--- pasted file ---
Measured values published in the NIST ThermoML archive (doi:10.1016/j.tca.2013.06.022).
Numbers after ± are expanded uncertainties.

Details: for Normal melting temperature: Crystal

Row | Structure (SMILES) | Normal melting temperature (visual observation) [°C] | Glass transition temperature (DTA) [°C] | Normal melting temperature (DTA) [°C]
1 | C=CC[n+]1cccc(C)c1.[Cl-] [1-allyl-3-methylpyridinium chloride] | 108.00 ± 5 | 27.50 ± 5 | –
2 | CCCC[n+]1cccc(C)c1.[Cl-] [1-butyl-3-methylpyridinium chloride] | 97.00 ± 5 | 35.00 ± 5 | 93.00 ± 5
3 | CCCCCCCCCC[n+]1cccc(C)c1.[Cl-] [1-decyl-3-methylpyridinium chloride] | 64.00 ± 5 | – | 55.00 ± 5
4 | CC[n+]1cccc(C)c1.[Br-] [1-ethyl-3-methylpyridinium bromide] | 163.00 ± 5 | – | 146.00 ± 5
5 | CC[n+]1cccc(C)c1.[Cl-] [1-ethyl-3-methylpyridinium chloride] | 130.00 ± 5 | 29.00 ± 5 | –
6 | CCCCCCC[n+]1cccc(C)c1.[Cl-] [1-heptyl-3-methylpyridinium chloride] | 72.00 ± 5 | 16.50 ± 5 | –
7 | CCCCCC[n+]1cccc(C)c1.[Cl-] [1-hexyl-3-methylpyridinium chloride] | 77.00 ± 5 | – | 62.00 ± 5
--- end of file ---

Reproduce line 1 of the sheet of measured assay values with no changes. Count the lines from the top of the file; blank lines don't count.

Measured values published in the NIST ThermoML archive (doi:10.1016/j.tca.2013.06.022).